A mid-morning start after spending some time tracking down some missing luggage and loading up the utes with calibration tarps, two terrestrial laser scanners (Riegl and DWEL) and a stack of field equipment.

We headed down the road towards Geeveston to meet up with the Forestry Tasmania team and continued on to the Tahune Airwalk lodge which will be our base for the next few days.

The Warra flux tower is pretty impressive. Standing above the surrounding 60m eucalypts.
We sorted out the gear and after an onsite safety briefing got stuck into sampling.

In contrast to the sparser Auscover sites, the vegetation here is pretty dense with a huge quantity of coarse woody debris in places making the transect based sampling slow work.

We didn't get to fire up any of the TLS instruments before we ran out of light (wait until tomorrow...) but one of the UAV's made a brief appearence and a quick treetop trip to see how stable the platform is in these environments. I'm looking forward to seeing the video of the ascent through the canopy.

With light fading, we made a quick detour to the awesome Tahune Airwalk on the way back to camp. A great attraction but also a really good way to see exactly what the trees we are sampling on the ground look like from above.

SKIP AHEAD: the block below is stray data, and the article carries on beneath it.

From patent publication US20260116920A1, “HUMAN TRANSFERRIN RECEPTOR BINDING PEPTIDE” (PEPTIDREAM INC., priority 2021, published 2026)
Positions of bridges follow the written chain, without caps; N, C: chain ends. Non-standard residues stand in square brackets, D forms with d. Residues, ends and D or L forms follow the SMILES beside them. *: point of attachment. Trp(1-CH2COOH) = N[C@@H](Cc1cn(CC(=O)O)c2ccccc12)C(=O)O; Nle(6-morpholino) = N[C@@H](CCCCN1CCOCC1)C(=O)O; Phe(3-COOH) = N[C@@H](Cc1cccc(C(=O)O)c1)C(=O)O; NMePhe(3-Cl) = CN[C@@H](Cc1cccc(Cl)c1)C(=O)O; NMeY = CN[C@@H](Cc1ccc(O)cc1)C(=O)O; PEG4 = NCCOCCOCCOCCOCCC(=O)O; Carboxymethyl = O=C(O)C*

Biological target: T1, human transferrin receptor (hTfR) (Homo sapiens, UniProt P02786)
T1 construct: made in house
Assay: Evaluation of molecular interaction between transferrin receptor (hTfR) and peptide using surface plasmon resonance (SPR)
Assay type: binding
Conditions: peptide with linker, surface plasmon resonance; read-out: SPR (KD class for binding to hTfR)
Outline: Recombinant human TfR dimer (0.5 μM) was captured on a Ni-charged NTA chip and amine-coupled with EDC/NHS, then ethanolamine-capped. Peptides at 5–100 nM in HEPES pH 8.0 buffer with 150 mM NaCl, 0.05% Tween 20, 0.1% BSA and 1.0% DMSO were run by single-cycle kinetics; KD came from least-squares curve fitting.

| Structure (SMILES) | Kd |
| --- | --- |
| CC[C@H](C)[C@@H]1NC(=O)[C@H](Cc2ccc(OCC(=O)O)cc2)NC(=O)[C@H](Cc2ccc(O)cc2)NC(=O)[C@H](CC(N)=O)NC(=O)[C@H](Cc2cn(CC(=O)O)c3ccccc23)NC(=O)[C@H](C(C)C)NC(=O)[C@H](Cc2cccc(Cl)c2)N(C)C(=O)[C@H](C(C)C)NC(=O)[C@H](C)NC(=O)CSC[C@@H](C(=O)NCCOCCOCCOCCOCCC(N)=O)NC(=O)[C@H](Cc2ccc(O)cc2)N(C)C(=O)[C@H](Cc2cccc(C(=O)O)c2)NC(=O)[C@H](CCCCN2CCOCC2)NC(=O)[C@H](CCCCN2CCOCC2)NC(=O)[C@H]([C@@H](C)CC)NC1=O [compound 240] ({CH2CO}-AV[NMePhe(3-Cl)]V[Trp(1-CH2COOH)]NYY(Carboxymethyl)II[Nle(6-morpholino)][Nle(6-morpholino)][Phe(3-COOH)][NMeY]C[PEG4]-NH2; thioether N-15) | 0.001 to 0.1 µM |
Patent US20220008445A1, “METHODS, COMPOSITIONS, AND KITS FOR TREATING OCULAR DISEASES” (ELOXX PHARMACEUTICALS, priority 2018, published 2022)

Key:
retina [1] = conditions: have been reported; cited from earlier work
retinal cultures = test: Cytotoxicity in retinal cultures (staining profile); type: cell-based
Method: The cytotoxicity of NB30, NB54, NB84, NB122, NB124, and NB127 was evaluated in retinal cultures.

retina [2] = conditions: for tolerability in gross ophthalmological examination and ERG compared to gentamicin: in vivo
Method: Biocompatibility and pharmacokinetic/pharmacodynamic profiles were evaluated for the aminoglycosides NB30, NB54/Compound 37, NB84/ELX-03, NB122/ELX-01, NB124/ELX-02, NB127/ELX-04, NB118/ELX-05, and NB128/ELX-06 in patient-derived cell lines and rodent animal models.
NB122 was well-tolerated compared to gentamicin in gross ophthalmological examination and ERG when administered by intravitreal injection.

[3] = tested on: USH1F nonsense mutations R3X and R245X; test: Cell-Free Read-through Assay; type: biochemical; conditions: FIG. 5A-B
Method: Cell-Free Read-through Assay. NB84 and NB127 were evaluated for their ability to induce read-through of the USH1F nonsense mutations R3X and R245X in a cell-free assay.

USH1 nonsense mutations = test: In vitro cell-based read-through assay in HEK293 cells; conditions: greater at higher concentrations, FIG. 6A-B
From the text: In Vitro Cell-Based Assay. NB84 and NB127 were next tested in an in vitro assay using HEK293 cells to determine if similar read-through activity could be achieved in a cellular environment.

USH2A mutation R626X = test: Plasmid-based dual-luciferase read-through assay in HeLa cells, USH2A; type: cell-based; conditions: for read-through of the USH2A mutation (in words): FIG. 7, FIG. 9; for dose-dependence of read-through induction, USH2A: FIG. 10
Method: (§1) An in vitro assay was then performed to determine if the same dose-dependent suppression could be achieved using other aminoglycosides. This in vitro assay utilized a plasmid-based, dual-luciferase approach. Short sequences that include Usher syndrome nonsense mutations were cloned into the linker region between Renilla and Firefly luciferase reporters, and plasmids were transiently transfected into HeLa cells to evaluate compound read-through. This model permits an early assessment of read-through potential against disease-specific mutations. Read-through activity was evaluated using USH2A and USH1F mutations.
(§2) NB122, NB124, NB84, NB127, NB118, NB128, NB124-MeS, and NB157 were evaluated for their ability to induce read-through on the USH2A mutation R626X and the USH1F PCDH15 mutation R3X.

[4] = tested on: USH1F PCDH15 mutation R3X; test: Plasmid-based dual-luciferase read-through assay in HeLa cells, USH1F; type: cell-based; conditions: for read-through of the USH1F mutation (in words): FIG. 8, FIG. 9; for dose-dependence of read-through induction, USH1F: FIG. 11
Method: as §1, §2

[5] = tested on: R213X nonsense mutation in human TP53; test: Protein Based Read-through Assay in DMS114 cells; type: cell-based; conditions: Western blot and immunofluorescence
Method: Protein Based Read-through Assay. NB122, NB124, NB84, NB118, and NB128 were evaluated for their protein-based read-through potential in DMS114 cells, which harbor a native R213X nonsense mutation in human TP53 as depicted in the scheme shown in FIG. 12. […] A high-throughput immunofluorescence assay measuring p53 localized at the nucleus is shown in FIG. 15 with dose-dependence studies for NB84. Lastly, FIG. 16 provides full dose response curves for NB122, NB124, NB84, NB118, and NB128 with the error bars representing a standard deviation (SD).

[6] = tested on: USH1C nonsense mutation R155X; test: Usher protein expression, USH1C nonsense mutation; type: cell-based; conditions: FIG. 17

As I write this I'm flying to Hobart before meeting up with the rest of the team to head out to the Warra wet eucalypt forest site in Southern Tasmania for a week. This is the sixth TERN Auscover field campaign and the first one down in Tasmania. The Warra Long Term Ecological Research (LTER) site is about 60 km west south west of Hobart and is situated between the Huon and Weld Rivers. About half of the 15,900 ha site is State Forest with the remainder designated as a World Heritage Area. Parts of this forest have remained unburnt for over 150 years, but other sites have been burnt in more recent times providing researchers with a living fire chronosequence data set to understand the recruitment, growth and succession in these ecosystems. I'm also informed it's a haven for leeches. Great.

(Site photo from Pip Turner, UTAS)

Once we arrive on site tomorrow, we'll start the field campaign where we measure a variety of forest structural parameters and provide support for the concurrent Airborne Hyper-spectral flights. The field team included three from the University of Queensland, three from the University of Tasmania, three from CSIRO and another three from Forestry Tasmania.

The plan is to complete several vegetation and ground transects where we characterise the vegetation cover from ground to canopy over a 1ha site, collect terrestrial laser scanner data to build a 3D model of the forest and collect species, height, basal area and leaf samples to understand and link the structural and physiological processes to airborne and satellite imagery.

(Site map by Iain Clarke, UTAS)

Keen an eye out over the next week for updates each day. We'll be out of mobile range during the day (so none of my usual live tweeting) but I'll endeavour to provide an update here each day. Also keep your eye on my SPOT tracker locations through the week which can be seen here: http://goo.gl/kifccM